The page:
The Ultimate Erasmus+ Survival Guide
Translated by Αnastasia Tsitsani
Based on the original article in Greek by Νεφέλη Στεφοπούλου
Preparing for an Erasmus programme is always exciting for every student but it can also end up being quite nerve-racking. Still, I think that when I say that Erasmus (European community Action Scheme for the Mobility of University Students) is an amazing, once in a lifetime experience, I speak on behalf of all students.
There is a high chance it will be your first time living in a foreign country for such a long time. In fact, this might be the first time spent completely alone for many students in an independent, adult-like manner.
So, here are some useful tips that will possibly help you both at your “practical” and psychological preparation:
Do some research
As we all know, every country is different and there is always a ton of things that you can learn. However, being prepared in time and in the right way is the most important, since the simplest things are often the ones we ignore.
Organise your stay
The sooner you decide where to stay the better. You will have time to do your research and choose what best suits your needs.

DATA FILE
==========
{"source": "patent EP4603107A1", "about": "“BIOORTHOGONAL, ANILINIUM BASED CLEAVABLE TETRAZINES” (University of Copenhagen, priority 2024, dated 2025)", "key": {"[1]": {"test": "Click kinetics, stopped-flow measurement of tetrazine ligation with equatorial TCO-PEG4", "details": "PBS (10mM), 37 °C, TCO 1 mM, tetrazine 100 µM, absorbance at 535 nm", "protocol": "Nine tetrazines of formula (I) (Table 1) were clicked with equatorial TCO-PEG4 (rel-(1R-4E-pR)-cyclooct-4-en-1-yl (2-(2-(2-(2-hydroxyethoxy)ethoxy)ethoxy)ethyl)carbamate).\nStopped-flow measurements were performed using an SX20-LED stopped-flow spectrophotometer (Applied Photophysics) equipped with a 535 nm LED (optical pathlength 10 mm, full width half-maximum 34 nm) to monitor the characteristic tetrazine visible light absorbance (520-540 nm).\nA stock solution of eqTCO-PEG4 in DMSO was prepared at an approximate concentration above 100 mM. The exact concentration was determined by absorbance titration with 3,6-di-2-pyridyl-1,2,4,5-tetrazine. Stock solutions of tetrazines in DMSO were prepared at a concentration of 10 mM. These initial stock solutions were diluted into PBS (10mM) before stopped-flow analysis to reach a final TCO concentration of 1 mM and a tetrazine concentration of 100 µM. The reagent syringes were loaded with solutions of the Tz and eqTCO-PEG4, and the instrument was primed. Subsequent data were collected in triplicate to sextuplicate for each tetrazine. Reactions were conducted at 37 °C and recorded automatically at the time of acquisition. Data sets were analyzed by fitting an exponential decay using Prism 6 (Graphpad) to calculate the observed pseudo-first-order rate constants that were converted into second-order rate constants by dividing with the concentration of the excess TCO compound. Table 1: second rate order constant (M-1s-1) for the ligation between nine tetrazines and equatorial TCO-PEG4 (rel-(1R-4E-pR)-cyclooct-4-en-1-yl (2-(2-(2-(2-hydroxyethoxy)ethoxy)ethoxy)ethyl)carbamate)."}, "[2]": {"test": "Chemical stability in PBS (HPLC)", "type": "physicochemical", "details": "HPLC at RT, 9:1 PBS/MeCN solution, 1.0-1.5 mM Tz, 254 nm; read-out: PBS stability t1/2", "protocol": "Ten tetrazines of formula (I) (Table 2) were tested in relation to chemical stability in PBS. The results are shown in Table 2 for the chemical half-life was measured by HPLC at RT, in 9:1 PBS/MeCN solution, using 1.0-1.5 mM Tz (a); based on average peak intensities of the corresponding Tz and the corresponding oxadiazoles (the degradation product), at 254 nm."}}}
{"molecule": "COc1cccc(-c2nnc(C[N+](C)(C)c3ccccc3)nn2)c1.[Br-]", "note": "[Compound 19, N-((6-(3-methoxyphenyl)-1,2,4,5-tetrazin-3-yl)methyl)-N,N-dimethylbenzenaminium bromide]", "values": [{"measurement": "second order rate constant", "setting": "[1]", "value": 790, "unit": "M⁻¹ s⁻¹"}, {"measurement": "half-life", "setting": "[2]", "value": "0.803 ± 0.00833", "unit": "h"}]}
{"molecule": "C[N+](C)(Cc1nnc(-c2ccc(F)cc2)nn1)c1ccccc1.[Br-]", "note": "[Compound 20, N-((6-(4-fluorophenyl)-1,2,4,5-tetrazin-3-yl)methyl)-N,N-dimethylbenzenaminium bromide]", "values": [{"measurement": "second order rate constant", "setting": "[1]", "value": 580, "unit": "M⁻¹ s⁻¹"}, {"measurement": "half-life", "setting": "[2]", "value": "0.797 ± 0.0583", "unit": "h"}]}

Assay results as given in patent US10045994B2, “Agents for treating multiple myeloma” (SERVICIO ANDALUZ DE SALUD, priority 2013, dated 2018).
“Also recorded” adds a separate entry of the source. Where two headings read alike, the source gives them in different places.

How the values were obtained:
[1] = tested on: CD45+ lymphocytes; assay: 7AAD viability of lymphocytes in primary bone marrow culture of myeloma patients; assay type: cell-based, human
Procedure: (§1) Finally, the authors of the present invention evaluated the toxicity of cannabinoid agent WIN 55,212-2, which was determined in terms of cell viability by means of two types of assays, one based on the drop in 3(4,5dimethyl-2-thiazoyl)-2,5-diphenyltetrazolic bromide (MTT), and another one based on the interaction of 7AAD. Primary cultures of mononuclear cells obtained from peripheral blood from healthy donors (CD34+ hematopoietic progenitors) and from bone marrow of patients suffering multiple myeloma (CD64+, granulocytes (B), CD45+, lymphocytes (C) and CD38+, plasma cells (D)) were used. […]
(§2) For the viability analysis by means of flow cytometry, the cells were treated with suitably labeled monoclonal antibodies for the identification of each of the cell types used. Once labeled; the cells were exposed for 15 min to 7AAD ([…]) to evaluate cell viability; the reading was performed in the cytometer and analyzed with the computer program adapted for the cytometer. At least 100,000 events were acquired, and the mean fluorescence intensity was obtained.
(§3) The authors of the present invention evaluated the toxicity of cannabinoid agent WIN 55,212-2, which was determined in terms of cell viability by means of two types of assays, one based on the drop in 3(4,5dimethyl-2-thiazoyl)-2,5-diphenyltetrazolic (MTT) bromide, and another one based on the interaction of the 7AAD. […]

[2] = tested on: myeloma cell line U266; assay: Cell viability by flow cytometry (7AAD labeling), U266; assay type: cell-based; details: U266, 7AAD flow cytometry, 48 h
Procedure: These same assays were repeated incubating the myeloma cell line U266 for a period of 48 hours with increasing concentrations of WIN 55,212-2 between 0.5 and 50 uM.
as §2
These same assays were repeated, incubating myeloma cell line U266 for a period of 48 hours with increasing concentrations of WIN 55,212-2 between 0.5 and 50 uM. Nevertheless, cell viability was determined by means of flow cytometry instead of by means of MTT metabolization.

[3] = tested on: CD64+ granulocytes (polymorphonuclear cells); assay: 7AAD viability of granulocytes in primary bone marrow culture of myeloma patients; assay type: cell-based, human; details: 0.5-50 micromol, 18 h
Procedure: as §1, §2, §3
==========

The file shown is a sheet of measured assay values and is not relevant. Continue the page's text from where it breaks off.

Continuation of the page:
Make a plan of your expenses
Many students are used to calculating their expenses concerning their social life. In that case, don’t forget that you have to estimate the expenses regarding your accommodation, possible transportations, food and of course, your night-outs.
Don’t overuse social media (i.e. Facebook)
Perhaps, this is one of the most difficult things. Using social media, especially during the first weeks, will prevent you from missing your home and, mostly, your family and friends. But, using them at a great extent will make you miss some of the best experiences that an ERASMUS programme can offer.
Talk to everyone!
Yes, do it! Keep in mind that you will all be going through the same thing, so everyone will be friendly. Moreover, a programme like this one is the best opportunity to make friends from all over the world and to be able to visit them in the future.
Don’t forget your education
The fact that you are in a foreign country doesn’t mean that you can neglect your responsibilities. Don’t forget that your grades will be calculated when you come back, so there is no point in ceasing all effort.
Say ‘yes’ more
Say ‘yes’ to daylong trips, that are often organised by universities and if you have the chance travel to even more destinations.
Participate in an ERASMUS programme!
This is possibly the most important tip that someone could give you. It is a fantastic experience that is worth living!